In reading, Normandy high schoolers lag behind younger students
The superintendent of the Normandy school district says younger students there are making impressive gains, particularly in reading, because of learning strategies that influence them from the time they start school.
But older students still struggle, and their lack of progress concerned members of the state board of education who heard an update on the unaccredited district at their meeting Tuesday in Jefferson City.
“They’re not just going to disappear into the ether when they leave Normandy,” board member Mike Jones of St. Louis said in response to a presentation by Superintendent Charles Pearson. “This is a bigger question than Normandy per se. It seems like we need a strategy for what happens to kids who one day come out of high school totally unprepared to function in an economy and maybe even in a social standpoint the way we need for them to do.
“Right now our approach is the world is flat, they got to the end of it and they fell off. I would say as a matter of public policy, which ultimately has some political implications, we need a larger strategic approach that recognizes that if we fail a child educationally starting at five years old, and we didn’t start to make corrections until they were a freshman or sophomore in high school, you’re going to produce an adult in three years that has none of the skills necessary to function.”
Normandy is completing its second academic year of operating under a board appointed by the state, after the old district was dissolved and replaced by the Normandy Schools Collaborative in 2014. It has received some assistance from the state and has benefited from partnerships with social service organizations and other area school districts.
In his presentation to the state board, Pearson credited those agencies for some of the improvements he noted. But he also said that a more stable teaching corps and a change in culture have helped nurture academic progress.
He noted that when he met recently with teachers at Normandy High School, he found a new sense of connection with students that he hadn’t noticed before – a subtle change, but one he said was very intentional.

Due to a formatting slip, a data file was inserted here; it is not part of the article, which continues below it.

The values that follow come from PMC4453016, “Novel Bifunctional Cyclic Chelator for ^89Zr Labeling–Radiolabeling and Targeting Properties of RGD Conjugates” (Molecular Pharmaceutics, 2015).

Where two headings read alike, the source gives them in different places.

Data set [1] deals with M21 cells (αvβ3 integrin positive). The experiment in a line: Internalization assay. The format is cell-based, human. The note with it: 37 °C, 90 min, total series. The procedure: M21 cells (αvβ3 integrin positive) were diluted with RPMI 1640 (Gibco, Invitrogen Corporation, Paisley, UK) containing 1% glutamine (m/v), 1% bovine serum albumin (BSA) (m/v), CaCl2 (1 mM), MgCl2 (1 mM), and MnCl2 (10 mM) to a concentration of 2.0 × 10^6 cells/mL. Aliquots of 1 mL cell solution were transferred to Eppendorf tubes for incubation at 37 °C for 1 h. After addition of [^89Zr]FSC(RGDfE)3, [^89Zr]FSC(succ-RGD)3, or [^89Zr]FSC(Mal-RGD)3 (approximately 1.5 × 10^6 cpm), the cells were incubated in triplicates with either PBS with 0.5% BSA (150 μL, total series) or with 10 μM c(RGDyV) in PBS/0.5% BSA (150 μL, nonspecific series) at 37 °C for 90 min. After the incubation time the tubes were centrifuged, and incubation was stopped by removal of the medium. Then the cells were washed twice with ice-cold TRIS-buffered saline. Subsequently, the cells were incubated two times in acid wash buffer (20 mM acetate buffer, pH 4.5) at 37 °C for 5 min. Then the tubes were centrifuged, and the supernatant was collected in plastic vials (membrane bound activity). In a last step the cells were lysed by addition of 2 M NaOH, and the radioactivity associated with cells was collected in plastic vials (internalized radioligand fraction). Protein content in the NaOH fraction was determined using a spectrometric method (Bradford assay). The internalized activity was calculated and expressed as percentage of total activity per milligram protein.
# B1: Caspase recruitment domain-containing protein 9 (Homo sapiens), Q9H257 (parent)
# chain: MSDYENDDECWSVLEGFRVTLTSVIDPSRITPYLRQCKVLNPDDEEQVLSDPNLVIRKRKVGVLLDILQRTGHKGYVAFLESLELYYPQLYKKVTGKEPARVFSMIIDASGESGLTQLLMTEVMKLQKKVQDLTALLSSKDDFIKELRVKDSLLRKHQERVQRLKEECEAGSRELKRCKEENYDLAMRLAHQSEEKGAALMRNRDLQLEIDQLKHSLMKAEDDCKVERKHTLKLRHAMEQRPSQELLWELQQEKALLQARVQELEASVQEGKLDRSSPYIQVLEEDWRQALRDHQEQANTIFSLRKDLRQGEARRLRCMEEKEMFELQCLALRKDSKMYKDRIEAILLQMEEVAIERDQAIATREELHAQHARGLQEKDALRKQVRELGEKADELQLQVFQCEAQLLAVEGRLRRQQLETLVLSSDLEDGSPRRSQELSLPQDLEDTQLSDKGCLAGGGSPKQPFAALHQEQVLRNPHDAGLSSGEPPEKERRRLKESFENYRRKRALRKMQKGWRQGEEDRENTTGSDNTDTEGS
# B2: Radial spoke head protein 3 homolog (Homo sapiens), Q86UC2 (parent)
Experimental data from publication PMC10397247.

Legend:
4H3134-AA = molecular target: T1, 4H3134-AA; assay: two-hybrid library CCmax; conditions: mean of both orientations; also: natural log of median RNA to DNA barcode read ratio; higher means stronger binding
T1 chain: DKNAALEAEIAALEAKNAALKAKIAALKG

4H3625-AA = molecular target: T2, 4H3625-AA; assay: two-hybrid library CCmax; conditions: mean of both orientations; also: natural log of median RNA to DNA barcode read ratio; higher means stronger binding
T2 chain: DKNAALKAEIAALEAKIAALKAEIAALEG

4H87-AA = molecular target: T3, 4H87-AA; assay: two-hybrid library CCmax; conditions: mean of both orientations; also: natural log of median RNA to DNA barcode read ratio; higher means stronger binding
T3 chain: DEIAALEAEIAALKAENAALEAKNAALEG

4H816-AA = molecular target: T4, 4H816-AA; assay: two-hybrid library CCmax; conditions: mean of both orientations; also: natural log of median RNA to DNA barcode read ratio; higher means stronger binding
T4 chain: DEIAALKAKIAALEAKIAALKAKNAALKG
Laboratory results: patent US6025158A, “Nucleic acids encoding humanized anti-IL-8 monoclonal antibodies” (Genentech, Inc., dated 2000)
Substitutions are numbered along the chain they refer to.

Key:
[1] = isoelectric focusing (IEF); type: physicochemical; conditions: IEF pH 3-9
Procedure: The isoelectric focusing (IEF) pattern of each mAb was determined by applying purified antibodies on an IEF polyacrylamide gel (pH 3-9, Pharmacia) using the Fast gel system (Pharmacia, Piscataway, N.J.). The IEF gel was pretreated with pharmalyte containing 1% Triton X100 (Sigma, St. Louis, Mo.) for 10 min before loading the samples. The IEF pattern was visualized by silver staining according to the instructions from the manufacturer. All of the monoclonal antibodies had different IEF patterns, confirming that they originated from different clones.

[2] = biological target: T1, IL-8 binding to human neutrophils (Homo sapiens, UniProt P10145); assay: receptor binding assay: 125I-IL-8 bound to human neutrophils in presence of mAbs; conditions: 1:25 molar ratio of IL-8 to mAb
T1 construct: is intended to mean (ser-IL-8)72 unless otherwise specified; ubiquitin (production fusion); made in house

“Most of the teachers who failed in our district could not establish relationships with children,” Pearson said. “The thing our teachers have to do is get to know our children better.
Data he presented to the state board demonstrated some of the progress Normandy has shown.
In English, for example, in September only two students scored in the advanced category, but by January that had risen to 88. At the same time, the number of students in the lowest category, below basic, dropped from 1,799 to 1,461.
Pearson reported a similar story in math: An increase in the advanced category from zero in September to 71 in January, with a corresponding drop in below basic from 1,842 to 1,407.
The progress was even more pronounced in tests given to students in the lowest grades, Pearson reported. That trend is important for the future, he added.
“We are laying the foundation for what will be an effective school system for the years to come,” he said.
But, he acknowledged, Normandy is still struggling in the upper grades, primarily because of reading levels that are often several grades below where students actually are enrolled. Finding the right approach to fixing the problem can be difficult, he said.
“There are tons programs out there for adult literacy,” Pearson said. “The challenge is, do they have the data to show they are working.”
In other areas, such as attendance and discipline, Pearson said Normandy is also showing progress, though again the high school is lagging. He said students who get into trouble now are more often sent to in-school suspension, where they can still learn but be separate from the general student population. Still, he said, school administrators have to make sure learning is happening.
“We can’t have it just be a holding tank,” he said, “or it’s like the child is still out of school.”
Pearson praised efforts to gain community support, saying that the public is beginning to get the sense that Normandy is improving and thinking beyond just regaining accreditation. He noted that the district’s next public forum is scheduled for April 28.
The key, Pearson told the state board, is to identify policies and programs that are working and make sure they are embedded into the district’s operations for the long term.
Jones, with a fondness for sports metaphors, put the challenge this way: “How do you lay a foundation to make Normandy like the Alabama football team, in the sense that it doesn’t matter when players come, spend four years, graduate and leave. Alabama is still number one or number two.
“What’s our theory of urban education, no matter who the players are, they know how the game is supposed to go and it becomes a question of how well they execute?”
The state board also heard an update on proposed new state learning standards, which were written by work groups and submitted last year. Officials said they have had so many comments that approval of the standards, originally set for this month, was pushed back to April so all of the input from the public could be considered.
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